Old 03-09-2012, 08:22 AM   #985
cascade9
Senior Member
 
Registered: Mar 2011
Location: Brisneyland
Distribution: Debian, aptosid
Posts: 3,718

Rep: Reputation: 896Reputation: 896Reputation: 896Reputation: 896Reputation: 896Reputation: 896Reputation: 896
Quote:
Originally Posted by Da_Nuke View Post
How do you call these constructions that are about 3 meters each side and 1 meter tall, which are full of soil and have trees and plants growing there?

In Mexican Spanish they're called "jardineras", but I just can't seem to find the correct word for it.
Planter. Which can mean anything from a pot up to large constructions.
 
Old 03-09-2012, 08:40 AM   #986
Mr. Alex
Senior Member
 
Registered: May 2010
Distribution: Arch + X.org + IceWM
Posts: 1,193

Rep: Reputation: Disabled
Is this phrase correct to say?

Quote:
Since he is 21 he has a right to vote. But not in another country he has.
Meaning simply that he doesn't have the right to vote in another country.
 
Old 03-10-2012, 02:32 AM   #987
Xeratul
Senior Member
 
Registered: Jun 2006
Location: Debian Land
Posts: 1,320

Rep: Reputation: 83
A question. how to say that the body is stress (under pressure) with another word than STRESS

stress also means from work and so on. Here it would be more on condition, physical efforts, medicines, ... not necessarily due to stress. stress is not a good word since it also denotes work stuffs.

Last edited by Xeratul; 03-10-2012 at 02:37 AM.
 
Old 03-10-2012, 03:37 AM   #988
catkin
LQ 5k Club
 
Registered: Dec 2008
Location: Tamil Nadu, India
Distribution: Servers: Debian Squeeze and Wheezy. Desktop: Slackware64 14.0. Netbook: Slackware 13.37
Posts: 8,524
Blog Entries: 27

Rep: Reputation: 1175Reputation: 1175Reputation: 1175Reputation: 1175Reputation: 1175Reputation: 1175Reputation: 1175Reputation: 1175Reputation: 1175
Quote:
Originally Posted by Mr. Alex View Post
Is this phrase correct to say?
No.

In "Since he is 21 he has a right to vote", "Since" is a preposition and, as a preposition, can mean two distinct things: a) "continuously from or starting from the time when" or b) "because". Hence it is ambiguous and best changed to something which is not ambiguous such as "From the time he turned 21 he had a right to vote" or "Because he is 21 he has a right to vote. It might be more natural to say "the right to vote" but that is arguable.

"But not in another country he has" is not English word-ordering. For simplicity the idea could be tagged on to the end of the previous sentence by changing "a right to vote" to "a right to vote in this country".
 
Old 03-10-2012, 03:40 AM   #989
catkin
LQ 5k Club
 
Registered: Dec 2008
Location: Tamil Nadu, India
Distribution: Servers: Debian Squeeze and Wheezy. Desktop: Slackware64 14.0. Netbook: Slackware 13.37
Posts: 8,524
Blog Entries: 27

Rep: Reputation: 1175Reputation: 1175Reputation: 1175Reputation: 1175Reputation: 1175Reputation: 1175Reputation: 1175Reputation: 1175Reputation: 1175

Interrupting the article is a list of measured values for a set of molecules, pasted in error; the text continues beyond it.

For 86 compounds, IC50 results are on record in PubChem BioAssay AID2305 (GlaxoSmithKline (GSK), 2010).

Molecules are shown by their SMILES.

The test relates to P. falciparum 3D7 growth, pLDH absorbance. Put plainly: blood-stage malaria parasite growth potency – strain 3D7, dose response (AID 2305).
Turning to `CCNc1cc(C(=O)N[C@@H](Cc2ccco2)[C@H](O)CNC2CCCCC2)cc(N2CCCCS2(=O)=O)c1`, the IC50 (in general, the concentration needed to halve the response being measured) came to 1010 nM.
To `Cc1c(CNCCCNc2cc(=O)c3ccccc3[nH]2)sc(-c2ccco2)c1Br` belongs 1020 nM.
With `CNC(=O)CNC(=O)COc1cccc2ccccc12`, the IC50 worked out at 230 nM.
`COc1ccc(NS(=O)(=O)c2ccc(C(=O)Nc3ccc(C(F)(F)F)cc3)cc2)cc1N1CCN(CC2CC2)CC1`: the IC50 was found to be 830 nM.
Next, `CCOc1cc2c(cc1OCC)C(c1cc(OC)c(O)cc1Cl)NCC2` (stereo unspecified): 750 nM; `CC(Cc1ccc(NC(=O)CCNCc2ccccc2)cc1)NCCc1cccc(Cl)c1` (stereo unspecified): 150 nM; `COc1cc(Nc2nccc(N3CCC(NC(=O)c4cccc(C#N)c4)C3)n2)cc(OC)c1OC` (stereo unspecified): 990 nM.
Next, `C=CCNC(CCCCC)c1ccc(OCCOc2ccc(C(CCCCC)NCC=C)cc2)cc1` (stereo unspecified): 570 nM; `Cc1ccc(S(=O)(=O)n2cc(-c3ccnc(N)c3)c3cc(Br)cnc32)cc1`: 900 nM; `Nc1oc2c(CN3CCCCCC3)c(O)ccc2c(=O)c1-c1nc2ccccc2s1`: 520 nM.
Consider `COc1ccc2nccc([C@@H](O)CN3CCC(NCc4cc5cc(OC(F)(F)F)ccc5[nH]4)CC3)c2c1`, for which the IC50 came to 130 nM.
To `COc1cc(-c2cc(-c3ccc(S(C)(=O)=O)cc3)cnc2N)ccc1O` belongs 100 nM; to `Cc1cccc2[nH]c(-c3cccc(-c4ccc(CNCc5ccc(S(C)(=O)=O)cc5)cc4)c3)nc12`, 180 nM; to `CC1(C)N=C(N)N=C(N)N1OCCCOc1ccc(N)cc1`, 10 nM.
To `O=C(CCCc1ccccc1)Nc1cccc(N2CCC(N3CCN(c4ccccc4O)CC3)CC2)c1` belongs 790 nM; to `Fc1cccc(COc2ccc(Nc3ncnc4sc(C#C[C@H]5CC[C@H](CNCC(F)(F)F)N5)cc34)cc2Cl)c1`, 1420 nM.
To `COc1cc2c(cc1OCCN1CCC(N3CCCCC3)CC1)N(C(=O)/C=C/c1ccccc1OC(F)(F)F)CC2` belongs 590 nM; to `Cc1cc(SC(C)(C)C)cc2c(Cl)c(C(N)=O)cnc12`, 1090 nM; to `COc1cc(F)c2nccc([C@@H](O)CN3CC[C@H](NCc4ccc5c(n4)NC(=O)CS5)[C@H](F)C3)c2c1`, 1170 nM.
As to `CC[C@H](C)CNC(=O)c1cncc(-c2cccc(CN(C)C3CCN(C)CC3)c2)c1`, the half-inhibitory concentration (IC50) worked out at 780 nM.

Quote:
Originally Posted by Xeratul View Post
A question. how to say that the body is stress (under pressure) with another word than STRESS

stress also means from work and so on. Here it would be more on condition, physical efforts, medicines, ... not necessarily due to stress. stress is not a good word since it also denotes work stuffs.
AFAIK English has no word that distinguishes work-related stress from non-work-related stress.

The Thesaurus section of http://www.thefreedictionary.com/Stress backs up my opoinion.
 
Old 03-27-2012, 07:13 AM   #990
Mr. Alex
Senior Member
 
Registered: May 2010
Distribution: Arch + X.org + IceWM
Posts: 1,193

Rep: Reputation: Disabled
Why do English-speaking nations call animals "he"/"she" but not "it"? In English language an animal is "it", right? And always has been. Looks like not any more.
 
  


Reply


Thread Tools Search this Thread
Search this Thread:

Advanced Search

Posting Rules
You may not post new threads
You may not post replies
You may not post attachments
You may not edit your posts

BB code is On
Smilies are On
[IMG] code is Off
HTML code is Off


Similar Threads
Thread Thread Starter Forum Replies Last Post
LXer: Using KVocTrain to Build Your Foreign Language Vocabulary LXer Syndicated Linux News 0 09-16-2007 03:21 AM
english spelling/grammar kpachopoulos General 4 11-14-2005 06:18 PM
Proper grammar questions. randyriver10 General 17 08-17-2004 03:14 PM
Can I have english menu with chinese/english/spanish input? codec Linux - General 9 10-04-2003 07:18 PM
Grammar/ Parser questions? JMC Programming 0 06-06-2002 03:18 PM


All times are GMT -5. The time now is 08:00 AM.

Main Menu
My LQ
Write for LQ
LinuxQuestions.org is looking for people interested in writing Editorials, Articles, Reviews, and more. If you'd like to contribute content, let us know.
Main Menu
Syndicate
RSS1  Latest Threads
RSS1  LQ News
Twitter: @linuxquestions
identi.ca: @linuxquestions
Facebook: linuxquestions Google+: linuxquestions
Open Source Consulting | Domain Registration